She wraps tree roots with gold
for Jane by Rachel Nisbet
Guards usher a painter inside the prison
walk her through a metal detector;
her glue, sequins, glitter, chalk, and crayons
show translucent, dulled under the x-ray.
Her nude eyes and lips – no make up today,
betray nothing as a panic button
is tied around her waist. Cameras weigh
down on her; sirens hang overhead, mute.
Nine faces, pale as wood anemones,
wait to collage, to colour-in, and paint.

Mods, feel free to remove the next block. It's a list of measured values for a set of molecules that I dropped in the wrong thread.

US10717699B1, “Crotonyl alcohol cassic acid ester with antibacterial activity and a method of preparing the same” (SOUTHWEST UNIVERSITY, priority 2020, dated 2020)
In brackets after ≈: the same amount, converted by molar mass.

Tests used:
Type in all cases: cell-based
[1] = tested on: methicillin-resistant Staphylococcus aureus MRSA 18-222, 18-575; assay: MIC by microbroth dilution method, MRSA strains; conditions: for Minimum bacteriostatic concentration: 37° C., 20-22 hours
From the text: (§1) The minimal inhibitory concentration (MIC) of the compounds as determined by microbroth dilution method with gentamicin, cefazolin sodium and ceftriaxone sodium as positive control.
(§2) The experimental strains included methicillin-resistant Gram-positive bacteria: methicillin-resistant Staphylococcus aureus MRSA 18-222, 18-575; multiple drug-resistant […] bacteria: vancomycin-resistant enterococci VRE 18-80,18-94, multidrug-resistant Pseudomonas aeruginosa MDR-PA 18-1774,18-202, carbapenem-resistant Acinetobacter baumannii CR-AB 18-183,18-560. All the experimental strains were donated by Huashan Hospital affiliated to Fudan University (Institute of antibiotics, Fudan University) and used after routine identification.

For one hour, they promise to be good as.
They sprinkle glitter like kids, brightening.
Lustre gleams, they illumine – if light chimed
a cathedral carillon could peel from
those eyes, luminous as luciferase
enzymes inside woodland moist jack-o’-lanterns
(light born as fungi rot dead wood, oak duff…).
After, the men speak of wishes: a flower
from a hilltop; the postcard of the alter
housed below a distant chapel spire. Yes
she’ll slip a larkspur under the x-ray
next week, its detail screened as daybreak shades,
she’ll watch a reaction glimmer in eyes
imprisoned by wooden hurt that can’t rot.